Was this conversation during the same event that is on c jane's most recent blog? How interesting.

Thanks for all the support lately. I am officially out of the fog and moving on with things. :-)

QueenScarlett said...

I love that John Mayer song... ;-) Thanks for sharing your reunion... and the age, school - specific details.

It's so true that it's a quality of life... that is important. You can have all the degrees in the world and be miserable. And vice versa... it's all about what we do with our lives, who we share our lives with and embracing change for the better.

I love your last line... YES the best is yet to come. ;-) But the present is pretty dang sweet.


wendysue said...

The main thing I noticed about my high school reunion, (except for the one chick who was still 'too cool for school'), was that everyone just looked better, felt more confident and was happier. You couldn't pay me money to go back to those tough years in high school. I love my friends from then but I'll take them as they are now a million times over!

p.s. all I wanted to do during our 'school tour' we did for the reunion was run and hit at the locks again "I wanna be an air force major, I wanna live a life of danger!!"

Carina said...

Mine was last year. I still have friends from HS that I see often. My friend A didn't want to go with me to the reunion because, she said "They all think I'm the same person, and I'm not." I thought that was so funny, because none of us are the same person, and thank goodness.
Yeah, we're all a little rounder, hair a little thinner, and most of us a lot more humble. Ten years can really kick you around at worst and make you more mellow and sweet at best.
I felt like nearly everyone I met was a better person, I know I am.

Goodbye old me, I'm so glad my life didn't peak then, how boring.

~j. said...

Bek - Where did you go to high school? And as far as it being cjane...maybe it was and maybe it WAS. I'm glad to hear that your clouds are lifting.

Queen - I love the photo you posted of you and your friends before your reunion. How fun that must have been for you!

wendysue - "BE-EE- FORE THE DAY I DIE!!"...

Carina - I certainly had those same apprehensions, but just concluded that everyone else did, too. By the way, THANK YOU for bringing me that tape today! Always a pleasure to answer the phone and hear, "Hi, Jenny? This is Carina from the blog." That was great.

Bek said...


I am a proud graduate of Wasatch High School in Heber City, Utah. I didn't really grow up there, my mom did though. We moved there right before I started High School. I hope that my post didn't give the wrong impression, I LOVED high school. I just didn't feel that I could relate to many of the people I went to school with. It was when I went to BYU that I felt I really found people that had more in common with besides proximity! :-)

I have said it before and I will say it again, growing up in Heber was like living in a post card, but it still was a very, very small town. :-)

Carina said...

How bizarre was that? When you opened the door it was like, do we shake hands, hug, make out?

~j. said...

Yeah, I know. Didn't know if you're a hugger. But your shoes were FABULOUS!!!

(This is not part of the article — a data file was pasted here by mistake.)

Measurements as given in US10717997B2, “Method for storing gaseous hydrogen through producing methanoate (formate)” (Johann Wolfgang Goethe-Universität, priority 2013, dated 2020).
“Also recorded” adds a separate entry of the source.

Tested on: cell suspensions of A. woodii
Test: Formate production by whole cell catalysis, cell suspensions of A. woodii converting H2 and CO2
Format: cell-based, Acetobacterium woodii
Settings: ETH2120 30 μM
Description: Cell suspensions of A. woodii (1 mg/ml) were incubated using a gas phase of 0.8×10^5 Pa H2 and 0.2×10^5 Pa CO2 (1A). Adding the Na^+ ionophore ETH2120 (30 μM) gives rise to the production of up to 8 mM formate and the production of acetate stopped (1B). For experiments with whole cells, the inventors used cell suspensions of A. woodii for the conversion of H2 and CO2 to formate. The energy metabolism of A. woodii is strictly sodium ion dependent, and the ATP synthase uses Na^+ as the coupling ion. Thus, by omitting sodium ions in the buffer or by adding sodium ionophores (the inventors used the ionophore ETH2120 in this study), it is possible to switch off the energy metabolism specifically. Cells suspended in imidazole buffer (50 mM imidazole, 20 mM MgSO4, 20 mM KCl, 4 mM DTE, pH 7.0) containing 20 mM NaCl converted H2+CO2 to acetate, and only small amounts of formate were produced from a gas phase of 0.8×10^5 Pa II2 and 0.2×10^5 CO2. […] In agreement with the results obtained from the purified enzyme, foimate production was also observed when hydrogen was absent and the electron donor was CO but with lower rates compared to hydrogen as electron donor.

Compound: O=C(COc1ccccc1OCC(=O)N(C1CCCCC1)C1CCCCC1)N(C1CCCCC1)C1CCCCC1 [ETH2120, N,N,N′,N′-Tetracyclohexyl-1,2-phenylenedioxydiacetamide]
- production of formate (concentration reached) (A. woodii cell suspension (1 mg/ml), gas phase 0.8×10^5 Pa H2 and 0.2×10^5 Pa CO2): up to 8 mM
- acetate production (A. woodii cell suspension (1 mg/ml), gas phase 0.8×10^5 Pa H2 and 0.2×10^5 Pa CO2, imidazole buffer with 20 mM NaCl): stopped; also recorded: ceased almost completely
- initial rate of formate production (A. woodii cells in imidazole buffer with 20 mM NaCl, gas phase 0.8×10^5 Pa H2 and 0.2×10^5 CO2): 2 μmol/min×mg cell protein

La Yen said...

You said Bonepony.

Carina said...
This comment has been removed by a blog administrator.
Carina said...

Thanks about the shoes. They're the red sandals with the true stack heel referenced in one of my posts.

And YEAH I'm a hugger! I'm also a maker-outer, it kind of gets complicated at family reunions.

C. Jane Kendrick said...

Speaking of huggers...we had a whole group of them at my high school. In between classes they would form a big group and cry and hug and cry and hug. It was so intense that they were nicknamed "the huggers" then it was like, "do you know Shelby?" "Oh yeah, she is a hugger right?"
Jen come over again...let's talk High School some more. I.E. did you do School lunch or off campus lunch?

QueenScarlett said...

So I'm responding to CJane with the lunch question...

We did both... But senior year it was lunch out as often as possible so our poor humanities teacher had to deal with the late ones.

Our fav lunch spot was this loud japanese restaurant... the bento boxes were our favorites. And the waiters all shouted at you when you came in... too bad they weren't attractive - we were all skeeved out that they'd oogle. Remember when oogling was repulsive? Now I'm kinda like... A little oogling now and then - not so bad. heheheh

~j. said...

They'd shout at you? Like in Monsters, Inc.?

QueenScarlett said...

Exactly like in Monsters, Inc. hehehe I love that you brought that up... I was like - Monsters, Inc.? huh? And then I remember ... googly... ;-) They're supposed to say something in japanese - like a greeting ... not being japanese I have no idea what it is they're supposed to be saying. ;-)

And for our bdays - because we were all in high school - they gave us sprite shots not sake. ;-) hahahah

~j. said...

We weren't supposed to leave for lunch. My favorite places to go were Johnny's Lunch, and a little joint called Ye Olde Nut Tree, where I would get a smoothie and a "stripple decker" sandwich.

Carina said...

It was a challenge to get down to Taco Bell or Wendy's during the lunch hour (PHS always had it easier!) Sometimes we'd go to Ripples or Fast Eddies for sandwiches.
Jenny, I just read on Wendy Sue's blog that you hate flip-flops. I guess you're my new best friend as I despise flip flops.

Carina said...

As a follow up, do you know anyone who taped last night's Gilmore Girls? I made my one mistake a season last night and taped the wrong channel.

~j. said...

Hm. I'll have to do some research on that one. And I need to get your tape back to you, as well. Also, what time is your party on the 29th? Is it at your place?

Carina said...

7:00pm at my place on the 29th. Anyone who wants to come is welcome. Little people welcome too as mine will be running around. Email me at carina1 (at)